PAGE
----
By ALMA SINUMLAG
BAGUIO CITY — Women representatives from the Asia Pacific countries shared their experiences on the impact of militarism in their homes at the conference on “Women resisting violence and war”, held at the Igorot Lodge, Camp John Hay from July 19-21, 2010.
The conference was attended by 119 delegates from different countries like Philippines, Nepal, Pakistan, Mongolia, India, Sri Lanka, Malaysia, Sudan, Bangladesh, Vietnam, Hongkong, Indonesia, Iraq, East Timor, Australia and China among others.
In the conference workshop on the Impacts of war and militarism, the representatives shared stories of women actions in their countries under the state of militarism, and inspired each other to strengthen solidarity against militarization.
Sheena Rosas, a 15 – year – old Board of Director of the National Coalition of Children’s Association in the Philippines recounted experiences in 2007 when the Armed Forces of the Philippines (AFP) set – up a detachment in their town in Masbate. She said, the AFP told the community that they are there to promote peace and order because that was the time when the election campaign was on going and also because of the alleged presence of the New Peoples Army (NPA) in their town.
Sheena in her young age observed how the presence of the AFP has created chaos in their community. According to her, members of the AFP courted married women resulting to broken families. There were also ladies who were left behind after getting pregnant.
“Iyong detachment nila, malapit sa iskul namin kaya po natatakot kami lagi.” (Their dtachment is near our school that’s why we are always afraid). She added that there was one time that they were afraid to go to school because of the rumor that a bomb was planted inside the school campus.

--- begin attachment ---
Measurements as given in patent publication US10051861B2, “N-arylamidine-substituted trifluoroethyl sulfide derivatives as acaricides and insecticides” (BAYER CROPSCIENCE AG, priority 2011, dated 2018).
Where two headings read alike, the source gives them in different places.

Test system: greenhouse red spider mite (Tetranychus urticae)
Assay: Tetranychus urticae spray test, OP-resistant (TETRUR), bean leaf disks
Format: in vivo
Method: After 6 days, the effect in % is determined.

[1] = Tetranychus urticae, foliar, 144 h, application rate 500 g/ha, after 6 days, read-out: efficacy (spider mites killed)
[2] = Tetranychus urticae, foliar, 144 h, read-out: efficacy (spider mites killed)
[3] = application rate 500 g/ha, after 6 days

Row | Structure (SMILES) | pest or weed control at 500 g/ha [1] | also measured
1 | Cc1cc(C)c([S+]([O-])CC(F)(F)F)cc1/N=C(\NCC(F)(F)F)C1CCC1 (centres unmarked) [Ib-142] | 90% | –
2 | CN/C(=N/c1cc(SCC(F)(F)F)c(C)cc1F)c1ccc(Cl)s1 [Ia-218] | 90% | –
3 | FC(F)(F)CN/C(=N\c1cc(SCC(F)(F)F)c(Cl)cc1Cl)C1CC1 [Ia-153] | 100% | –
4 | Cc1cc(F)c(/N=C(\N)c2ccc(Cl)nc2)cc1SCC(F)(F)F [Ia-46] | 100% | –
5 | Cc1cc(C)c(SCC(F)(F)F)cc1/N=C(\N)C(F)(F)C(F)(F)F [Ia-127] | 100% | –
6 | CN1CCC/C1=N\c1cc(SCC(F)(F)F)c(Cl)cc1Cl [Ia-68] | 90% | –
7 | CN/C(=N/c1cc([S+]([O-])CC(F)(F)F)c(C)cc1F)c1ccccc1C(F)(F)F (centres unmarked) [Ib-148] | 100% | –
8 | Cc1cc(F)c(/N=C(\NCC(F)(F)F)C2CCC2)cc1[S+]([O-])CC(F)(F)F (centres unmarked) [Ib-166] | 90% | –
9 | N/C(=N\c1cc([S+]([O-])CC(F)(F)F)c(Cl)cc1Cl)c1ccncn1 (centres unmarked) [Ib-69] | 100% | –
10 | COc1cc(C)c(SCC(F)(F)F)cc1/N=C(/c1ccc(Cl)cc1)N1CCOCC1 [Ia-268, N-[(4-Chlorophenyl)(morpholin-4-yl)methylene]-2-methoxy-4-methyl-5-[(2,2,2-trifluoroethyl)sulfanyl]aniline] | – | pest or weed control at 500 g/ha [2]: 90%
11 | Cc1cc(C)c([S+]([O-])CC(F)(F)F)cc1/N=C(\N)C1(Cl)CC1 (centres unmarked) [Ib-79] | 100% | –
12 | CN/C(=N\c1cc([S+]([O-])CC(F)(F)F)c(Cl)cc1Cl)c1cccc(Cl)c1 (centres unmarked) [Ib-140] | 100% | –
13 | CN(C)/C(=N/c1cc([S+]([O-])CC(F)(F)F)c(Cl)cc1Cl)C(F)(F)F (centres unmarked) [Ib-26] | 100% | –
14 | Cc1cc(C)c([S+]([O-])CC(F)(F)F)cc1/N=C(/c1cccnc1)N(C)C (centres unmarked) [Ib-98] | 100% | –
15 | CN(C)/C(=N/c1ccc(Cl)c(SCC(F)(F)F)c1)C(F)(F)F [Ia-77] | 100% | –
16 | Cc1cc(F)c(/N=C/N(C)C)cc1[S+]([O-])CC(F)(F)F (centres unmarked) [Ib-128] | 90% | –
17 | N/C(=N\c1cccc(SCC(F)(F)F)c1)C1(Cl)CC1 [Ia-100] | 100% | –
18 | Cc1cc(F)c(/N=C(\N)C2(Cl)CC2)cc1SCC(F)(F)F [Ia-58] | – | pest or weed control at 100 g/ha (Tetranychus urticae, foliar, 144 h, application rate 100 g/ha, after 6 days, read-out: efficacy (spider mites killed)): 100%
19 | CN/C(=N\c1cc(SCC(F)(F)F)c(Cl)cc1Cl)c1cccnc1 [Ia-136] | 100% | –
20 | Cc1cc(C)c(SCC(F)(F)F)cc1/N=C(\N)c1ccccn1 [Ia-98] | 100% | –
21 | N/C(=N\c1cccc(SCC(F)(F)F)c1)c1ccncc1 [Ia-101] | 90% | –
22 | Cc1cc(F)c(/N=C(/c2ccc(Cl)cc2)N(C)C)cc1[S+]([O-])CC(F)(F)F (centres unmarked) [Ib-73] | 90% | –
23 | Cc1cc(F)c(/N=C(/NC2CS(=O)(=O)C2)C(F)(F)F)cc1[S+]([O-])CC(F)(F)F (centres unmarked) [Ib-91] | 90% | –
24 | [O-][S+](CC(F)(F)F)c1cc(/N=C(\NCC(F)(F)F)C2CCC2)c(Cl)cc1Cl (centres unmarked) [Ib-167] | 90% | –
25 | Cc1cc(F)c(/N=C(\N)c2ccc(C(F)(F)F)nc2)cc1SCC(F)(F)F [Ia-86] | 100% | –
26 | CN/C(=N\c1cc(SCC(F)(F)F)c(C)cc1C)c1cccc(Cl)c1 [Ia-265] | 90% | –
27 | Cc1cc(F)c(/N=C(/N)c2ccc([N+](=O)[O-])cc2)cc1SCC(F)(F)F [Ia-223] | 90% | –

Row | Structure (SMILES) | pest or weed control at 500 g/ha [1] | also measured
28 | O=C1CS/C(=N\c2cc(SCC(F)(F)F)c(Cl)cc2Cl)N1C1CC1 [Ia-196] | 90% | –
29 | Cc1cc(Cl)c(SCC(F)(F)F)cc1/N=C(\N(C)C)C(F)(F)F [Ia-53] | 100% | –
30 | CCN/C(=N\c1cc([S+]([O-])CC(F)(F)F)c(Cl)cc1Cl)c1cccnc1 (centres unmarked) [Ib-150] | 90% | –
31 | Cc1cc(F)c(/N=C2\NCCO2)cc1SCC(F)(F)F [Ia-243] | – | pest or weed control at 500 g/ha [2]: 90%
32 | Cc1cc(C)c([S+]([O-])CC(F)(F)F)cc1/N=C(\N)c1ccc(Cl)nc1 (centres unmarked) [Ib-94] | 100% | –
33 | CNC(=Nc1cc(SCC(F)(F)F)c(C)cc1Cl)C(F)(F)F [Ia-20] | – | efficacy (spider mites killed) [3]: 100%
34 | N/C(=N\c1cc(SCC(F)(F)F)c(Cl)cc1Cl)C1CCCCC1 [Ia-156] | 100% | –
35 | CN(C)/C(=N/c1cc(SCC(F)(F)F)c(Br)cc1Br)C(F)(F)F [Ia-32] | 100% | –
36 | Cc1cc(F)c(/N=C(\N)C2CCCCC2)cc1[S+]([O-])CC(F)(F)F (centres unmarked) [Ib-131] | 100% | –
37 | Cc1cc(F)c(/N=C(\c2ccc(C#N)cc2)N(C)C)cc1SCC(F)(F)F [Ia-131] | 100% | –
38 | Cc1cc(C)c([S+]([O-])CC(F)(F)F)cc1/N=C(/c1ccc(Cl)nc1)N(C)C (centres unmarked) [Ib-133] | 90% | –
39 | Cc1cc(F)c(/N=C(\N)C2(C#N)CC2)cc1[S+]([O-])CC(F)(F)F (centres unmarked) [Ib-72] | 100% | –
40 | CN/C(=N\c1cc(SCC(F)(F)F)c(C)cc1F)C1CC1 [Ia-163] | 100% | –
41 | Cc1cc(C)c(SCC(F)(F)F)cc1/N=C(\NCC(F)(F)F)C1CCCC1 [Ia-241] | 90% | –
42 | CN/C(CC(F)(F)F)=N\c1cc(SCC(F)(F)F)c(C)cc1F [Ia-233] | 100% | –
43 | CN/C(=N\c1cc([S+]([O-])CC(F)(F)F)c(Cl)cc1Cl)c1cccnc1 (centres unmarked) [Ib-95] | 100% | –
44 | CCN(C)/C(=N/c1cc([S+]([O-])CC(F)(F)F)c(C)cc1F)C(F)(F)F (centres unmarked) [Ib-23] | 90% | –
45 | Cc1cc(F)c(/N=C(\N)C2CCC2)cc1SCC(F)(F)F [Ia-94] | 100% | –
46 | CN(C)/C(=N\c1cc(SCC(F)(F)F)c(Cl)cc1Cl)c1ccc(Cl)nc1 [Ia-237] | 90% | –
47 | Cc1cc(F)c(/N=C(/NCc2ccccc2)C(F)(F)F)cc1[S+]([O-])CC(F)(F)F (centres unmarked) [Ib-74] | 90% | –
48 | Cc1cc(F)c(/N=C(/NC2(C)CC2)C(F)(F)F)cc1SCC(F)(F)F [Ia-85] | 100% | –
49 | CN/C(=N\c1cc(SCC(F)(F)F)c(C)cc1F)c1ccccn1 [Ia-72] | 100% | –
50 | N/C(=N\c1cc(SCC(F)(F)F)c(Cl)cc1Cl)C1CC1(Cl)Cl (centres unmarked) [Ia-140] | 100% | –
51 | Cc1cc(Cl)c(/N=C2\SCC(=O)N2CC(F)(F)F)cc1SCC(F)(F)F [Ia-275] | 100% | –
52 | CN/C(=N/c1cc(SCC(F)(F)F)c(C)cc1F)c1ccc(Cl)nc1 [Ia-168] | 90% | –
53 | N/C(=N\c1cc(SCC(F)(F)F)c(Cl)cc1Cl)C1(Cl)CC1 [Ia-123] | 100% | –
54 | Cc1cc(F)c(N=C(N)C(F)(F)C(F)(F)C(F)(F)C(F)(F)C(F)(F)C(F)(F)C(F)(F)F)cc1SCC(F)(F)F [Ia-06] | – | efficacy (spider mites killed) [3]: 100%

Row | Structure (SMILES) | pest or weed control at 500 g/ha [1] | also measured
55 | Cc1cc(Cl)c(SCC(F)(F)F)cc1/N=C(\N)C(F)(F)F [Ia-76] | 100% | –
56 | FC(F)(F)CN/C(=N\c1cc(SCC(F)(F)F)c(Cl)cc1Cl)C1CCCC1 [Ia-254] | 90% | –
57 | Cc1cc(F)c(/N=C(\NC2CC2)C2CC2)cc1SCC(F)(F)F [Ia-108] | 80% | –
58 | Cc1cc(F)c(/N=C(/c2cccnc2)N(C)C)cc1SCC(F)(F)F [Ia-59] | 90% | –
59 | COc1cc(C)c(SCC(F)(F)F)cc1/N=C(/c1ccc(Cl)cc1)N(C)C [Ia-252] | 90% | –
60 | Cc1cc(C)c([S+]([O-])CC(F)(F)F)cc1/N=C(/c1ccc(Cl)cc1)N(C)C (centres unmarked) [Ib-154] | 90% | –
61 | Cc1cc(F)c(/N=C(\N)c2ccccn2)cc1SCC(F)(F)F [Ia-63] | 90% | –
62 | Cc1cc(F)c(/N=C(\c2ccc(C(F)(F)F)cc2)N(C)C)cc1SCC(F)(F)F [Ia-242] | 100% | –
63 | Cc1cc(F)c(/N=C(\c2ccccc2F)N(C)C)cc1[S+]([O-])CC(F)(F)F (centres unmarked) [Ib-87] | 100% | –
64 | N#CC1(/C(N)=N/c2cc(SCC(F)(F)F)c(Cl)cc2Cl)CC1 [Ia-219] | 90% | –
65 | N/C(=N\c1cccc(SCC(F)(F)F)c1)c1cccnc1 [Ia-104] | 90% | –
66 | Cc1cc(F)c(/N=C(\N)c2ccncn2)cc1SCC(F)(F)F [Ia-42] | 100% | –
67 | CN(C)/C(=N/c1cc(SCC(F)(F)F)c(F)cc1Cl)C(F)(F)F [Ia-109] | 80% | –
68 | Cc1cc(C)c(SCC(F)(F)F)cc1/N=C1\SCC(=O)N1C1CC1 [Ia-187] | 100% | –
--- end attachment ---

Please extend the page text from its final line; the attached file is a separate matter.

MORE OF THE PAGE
Even the elders of the community she said were having heart problems because of fear.
“Minsan ang mga militar din ang dahilan ng gulo dahil kapag lasing sila, nanggugulo sila.” (Sometimes the military are the ones creating trouble in the community when they are drunk).
Burnad Fathima Natesan from the Society for Rural Education and Development (SRED) shared several experiences of women in India. She told to the conference that in Manipur, there was a 13 – year – old girl who was raped, tortured and killed by the state army because she was accused to be a member of the strong women’s organization there.
She also accounted the story of a woman who has a husband who is a member of guerilla army. Members of state forces talked to her to convinced her husband to surrender an in exchange, the family will be living a peaceful life. The woman was lured to the offer and was able to convinced her husband.
However, when the husband surrendered, the state army killed him infront of his wife and his child. And in the presence of the child, they raped and killed the woman.
The child cannot even talk because of severe trauma when Fathima and her group went there for a Fact Finding Mission (FFM).
Ihtisham Ul Haq Kakar, the Executive Director of Balochistan Rural Development and Research Society (BRDRS) of Pakistan said they are experiencing high level of militarism. Their government is alloting 80% of the government funds for its armed forces and only the remaining 20% for its social services.
No woman, she said can go out from their houses because of the war on terror which is, according to her, caused by US Imperialism.
On the other hand, stories of women succesful struggles have inspired the delegates.